An interview with chef Ian Knauer

Photography by Amy Roth

Among the hills east of the Delaware River sits a rustic farmhouse with ivy creeping up the sides, a garden in front and pastures all around. This setting has become the new backdrop for Ian Knauer’s mission to grow, cook and share food.

After working at Gourmet magazine as a food editor for ten years, Knauer published his first cookbook, The Farm: Rustic Recipes for a Year of Incredible Food, in 2012. He then went on to host his own TV series, “The Farm,” which aired on PBS from 2013 to 2014. On the show, in addition to cooking, he traced his ingredients from source to table.

Knauer recently moved to Stockton to start a new venture, The Farm Cooking School, inside the spacious kitchen of a 17th-century stone farmhouse at Tullamore Farms. The cooking classes are diverse and change depending on the season—but they always end with students and teachers sharing the meal they prepared.

Joining Knauer in running the school is Shelley Wiseman, a friend and former colleague at Gourmet. Knauer had originally invited Wiseman to help with the opening dinner. She loved the school, the area and Knauer’s mission so much that she asked if she could stay. The two have been collaborating ever since. Also integral to the school is the adjacent vegetable garden, designed by gardener Kate Douthat. Many of the cooking classes start in the garden, where fresh ingredients are gathered for the evening’s meal. On the day I visited, Knauer and Wiseman were busy harvesting lemon verbena, strawberries and sorrel for use in a panna cotta drizzled with syrup, and also getting ready to roast a Tullamore Farms lamb.

The Farm Cooking School is engaging in a centuries-old agritourism tradition. Many European farms have depended on the success of similar endeavors. The pastoral and isolating beauty of the farm, a diverse lineup of classes, and an apartment upstairs for an optional farm stay are some aspects of the school experience that Knauer hopes will draw in new students. He says that gathering to cook and eat close to the source of where food comes from is an intimate experience that often leads students to become friends and exchange phone numbers by the end of the night. For those who seek to engage with food in deeper ways, The Farm Cooking School is a new opportunity to make the connection.


Q: Before becoming a chef, what did you do?

I used to be a stockbroker. I quit after a couple years and found that the thing I really loved to do was cook. I’m a tactile learner and cooking lends itself to that. When learning to cook you touch, you taste, you smell and feel, and that’s how I learn, so it just makes sense to me.

Q: Why did you decide to start a cooking school?

My cooking career has always been about learning. My first real job in food was at Gourmet. I was hired as the dummy in the kitchen, as the person who would make the mistakes in the recipes like the readers at home would make. It was an unbelievable opportunity for me to learn. I was thrown into an intellectual arena and I was forced to think about food in a different way. After Gourmet closed, I wrote my cookbook and filmed my TV series, and that’s when people started writing to me asking where they could learn to cook good food, and that’s how the idea for the school came about.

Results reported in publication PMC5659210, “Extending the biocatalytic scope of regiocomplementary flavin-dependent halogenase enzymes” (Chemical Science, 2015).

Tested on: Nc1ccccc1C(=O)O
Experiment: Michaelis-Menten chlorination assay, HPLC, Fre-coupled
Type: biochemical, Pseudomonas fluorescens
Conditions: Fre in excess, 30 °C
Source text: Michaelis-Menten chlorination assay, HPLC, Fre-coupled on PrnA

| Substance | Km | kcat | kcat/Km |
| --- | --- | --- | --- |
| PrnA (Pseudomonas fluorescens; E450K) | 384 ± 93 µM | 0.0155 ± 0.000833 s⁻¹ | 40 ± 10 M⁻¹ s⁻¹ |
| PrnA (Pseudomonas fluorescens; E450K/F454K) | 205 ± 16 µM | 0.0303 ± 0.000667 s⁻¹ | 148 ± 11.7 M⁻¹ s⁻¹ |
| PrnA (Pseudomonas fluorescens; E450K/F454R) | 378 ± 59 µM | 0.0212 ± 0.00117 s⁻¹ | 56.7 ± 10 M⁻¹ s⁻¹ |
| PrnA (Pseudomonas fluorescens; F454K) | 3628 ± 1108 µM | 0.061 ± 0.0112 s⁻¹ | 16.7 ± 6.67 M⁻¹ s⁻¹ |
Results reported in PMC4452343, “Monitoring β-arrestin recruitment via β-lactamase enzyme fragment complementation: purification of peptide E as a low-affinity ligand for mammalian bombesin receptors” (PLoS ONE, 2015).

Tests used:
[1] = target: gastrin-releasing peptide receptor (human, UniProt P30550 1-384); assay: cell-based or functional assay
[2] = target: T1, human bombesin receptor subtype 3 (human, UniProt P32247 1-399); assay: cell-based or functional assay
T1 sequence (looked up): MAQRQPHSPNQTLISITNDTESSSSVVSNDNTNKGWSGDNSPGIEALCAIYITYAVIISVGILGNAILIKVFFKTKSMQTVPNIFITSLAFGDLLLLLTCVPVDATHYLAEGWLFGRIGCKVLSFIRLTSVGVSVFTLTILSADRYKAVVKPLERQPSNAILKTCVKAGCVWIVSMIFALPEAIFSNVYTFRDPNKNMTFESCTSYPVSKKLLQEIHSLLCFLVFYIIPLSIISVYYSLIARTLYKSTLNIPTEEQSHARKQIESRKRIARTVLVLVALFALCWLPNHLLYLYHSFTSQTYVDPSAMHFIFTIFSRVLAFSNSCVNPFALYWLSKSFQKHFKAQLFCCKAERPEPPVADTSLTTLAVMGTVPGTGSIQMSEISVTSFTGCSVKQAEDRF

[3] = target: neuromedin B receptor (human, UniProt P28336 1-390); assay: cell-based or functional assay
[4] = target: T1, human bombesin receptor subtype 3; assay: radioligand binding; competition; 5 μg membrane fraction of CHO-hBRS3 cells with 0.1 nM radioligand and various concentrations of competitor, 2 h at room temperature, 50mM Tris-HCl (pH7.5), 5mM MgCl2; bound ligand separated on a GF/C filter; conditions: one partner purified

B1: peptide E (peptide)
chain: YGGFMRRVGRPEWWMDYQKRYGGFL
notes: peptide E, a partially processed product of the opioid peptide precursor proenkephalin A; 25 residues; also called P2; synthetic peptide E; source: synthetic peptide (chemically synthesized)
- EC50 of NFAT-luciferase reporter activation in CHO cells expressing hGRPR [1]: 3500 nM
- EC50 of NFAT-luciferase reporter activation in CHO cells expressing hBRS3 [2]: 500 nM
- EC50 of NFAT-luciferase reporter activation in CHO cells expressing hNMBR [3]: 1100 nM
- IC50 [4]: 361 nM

Q: Do you favor any particular cooking style?

In the summer, when there is so much fresh amazing food, my philosophy is to do as little manipulation as possible, which is a very Italian mindset in the kitchen.

Q: Have you always felt strongly about sourcing locally, or was there a turning point?

I feel like it’s always been there. My grandfather grew all the vegetables that we ate, we picked all the fruit from the trees he grafted, and we ate the venison and squirrel that he shot. That was just the way it was, which I hated when I was a kid. I wanted to eat at McDonald’s with my friends.

Q: What is your favorite food memory from growing up on your family farm?

My grandfather was a meticulous gardener. He also had an enormous lawn I had to mow, which took about four hours. I remember one day he brought me this strawberry, the perfect strawberry. It was still hot from the sun and I was so thirsty. It was the best thing I had ever eaten, ever. Also, my grandmother was a prolific canner. After she died the pantry was stocked for years with her jars. One day I was working at my grandparents’ place and my grandfather gave me a bologna sandwich, with Lebanon bologna, which is a local Pennsylvania Dutch thing, and a bowl of peaches preserved by my dead grandmother. They were really special.

Q: What is your favorite wild edible?

I’m a hunter, and there’s a lot of great game wandering around in the fields. I’ve eaten Jersey black bear, and it’s really good.

Q: What is the most effective way to inspire people to cook at home?

We need to take away the pressure implied by food competition TV shows. I want to show people just how easy it is to cook, and inspire them to choose fresh foods.

Q: What are your hopes for the school in ten years?

Our goal is to continue to build the school into a communal learning space where people can cook together and learn about food. We don’t really have communal cooking in this country. We don’t have the bread oven in the village, where everyone bakes their bread. What happens in this space is that the community comes together and cooks together and then they all sit down to eat what they’ve cooked. If we’re just doing that, then I think we’ve done what we set out to do.

The Farm Cooking School
1998 Daniel Bray Hwy., Stockton


Roast Leg of Lamb with Green Olives, Shallots,
Thyme and Sorrel Emulsion

Lemon Verbena Panna Cotta with Fruit


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